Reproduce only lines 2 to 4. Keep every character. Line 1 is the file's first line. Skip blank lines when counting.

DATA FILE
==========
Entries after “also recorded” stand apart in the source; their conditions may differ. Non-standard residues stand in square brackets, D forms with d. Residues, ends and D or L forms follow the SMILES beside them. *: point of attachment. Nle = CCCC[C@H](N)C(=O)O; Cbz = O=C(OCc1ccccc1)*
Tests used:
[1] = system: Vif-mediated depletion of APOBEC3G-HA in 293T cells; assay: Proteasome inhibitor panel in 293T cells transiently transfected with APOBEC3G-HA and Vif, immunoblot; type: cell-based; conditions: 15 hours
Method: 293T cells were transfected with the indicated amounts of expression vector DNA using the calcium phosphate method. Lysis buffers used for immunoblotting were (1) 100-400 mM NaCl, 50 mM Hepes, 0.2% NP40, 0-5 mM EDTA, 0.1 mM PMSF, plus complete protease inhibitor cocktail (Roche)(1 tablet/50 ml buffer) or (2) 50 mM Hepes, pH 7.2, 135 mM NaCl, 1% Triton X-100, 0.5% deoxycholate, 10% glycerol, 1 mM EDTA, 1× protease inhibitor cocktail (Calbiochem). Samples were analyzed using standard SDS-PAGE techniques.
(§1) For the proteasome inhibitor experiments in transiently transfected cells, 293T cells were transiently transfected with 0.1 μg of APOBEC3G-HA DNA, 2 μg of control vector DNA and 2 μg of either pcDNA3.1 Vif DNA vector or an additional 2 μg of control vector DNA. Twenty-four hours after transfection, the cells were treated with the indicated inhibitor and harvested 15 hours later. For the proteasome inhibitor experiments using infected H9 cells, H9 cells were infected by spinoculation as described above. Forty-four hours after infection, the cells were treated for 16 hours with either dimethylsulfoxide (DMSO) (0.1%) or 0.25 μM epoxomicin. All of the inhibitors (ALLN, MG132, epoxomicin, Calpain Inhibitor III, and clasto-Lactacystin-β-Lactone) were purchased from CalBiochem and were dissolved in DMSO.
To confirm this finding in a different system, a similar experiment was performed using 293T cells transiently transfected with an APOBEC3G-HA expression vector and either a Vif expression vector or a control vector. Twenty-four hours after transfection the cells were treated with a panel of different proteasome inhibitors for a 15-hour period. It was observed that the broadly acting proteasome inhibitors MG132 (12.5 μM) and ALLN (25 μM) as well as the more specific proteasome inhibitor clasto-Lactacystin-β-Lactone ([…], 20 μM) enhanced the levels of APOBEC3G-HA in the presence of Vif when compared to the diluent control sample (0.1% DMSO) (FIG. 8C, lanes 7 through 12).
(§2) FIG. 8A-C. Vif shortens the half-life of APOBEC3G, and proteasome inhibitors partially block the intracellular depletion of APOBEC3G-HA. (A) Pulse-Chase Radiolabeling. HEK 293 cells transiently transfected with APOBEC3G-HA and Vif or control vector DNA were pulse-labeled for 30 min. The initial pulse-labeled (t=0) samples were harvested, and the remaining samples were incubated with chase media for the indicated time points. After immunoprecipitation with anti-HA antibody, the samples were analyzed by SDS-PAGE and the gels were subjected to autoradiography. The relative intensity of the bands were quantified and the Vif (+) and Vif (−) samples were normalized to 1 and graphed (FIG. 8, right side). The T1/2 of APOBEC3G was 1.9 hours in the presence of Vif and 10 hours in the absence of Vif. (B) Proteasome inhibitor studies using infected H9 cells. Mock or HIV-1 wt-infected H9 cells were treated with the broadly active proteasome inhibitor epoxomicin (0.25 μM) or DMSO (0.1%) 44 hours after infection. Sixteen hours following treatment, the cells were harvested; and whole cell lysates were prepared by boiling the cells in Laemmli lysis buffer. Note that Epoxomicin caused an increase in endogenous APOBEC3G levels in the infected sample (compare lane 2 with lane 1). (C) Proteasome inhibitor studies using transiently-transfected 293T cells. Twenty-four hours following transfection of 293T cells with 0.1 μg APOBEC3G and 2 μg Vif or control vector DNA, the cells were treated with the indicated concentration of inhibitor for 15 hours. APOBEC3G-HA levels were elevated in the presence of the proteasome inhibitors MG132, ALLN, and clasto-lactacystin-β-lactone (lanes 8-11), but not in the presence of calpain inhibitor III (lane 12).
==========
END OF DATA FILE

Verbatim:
Tests used:
[1] = system: Vif-mediated depletion of APOBEC3G-HA in 293T cells; assay: Proteasome inhibitor panel in 293T cells transiently transfected with APOBEC3G-HA and Vif, immunoblot; type: cell-based; conditions: 15 hours
Method: 293T cells were transfected with the indicated amounts of expression vector DNA using the calcium phosphate method. Lysis buffers used for immunoblotting were (1) 100-400 mM NaCl, 50 mM Hepes, 0.2% NP40, 0-5 mM EDTA, 0.1 mM PMSF, plus complete protease inhibitor cocktail (Roche)(1 tablet/50 ml buffer) or (2) 50 mM Hepes, pH 7.2, 135 mM NaCl, 1% Triton X-100, 0.5% deoxycholate, 10% glycerol, 1 mM EDTA, 1× protease inhibitor cocktail (Calbiochem). Samples were analyzed using standard SDS-PAGE techniques.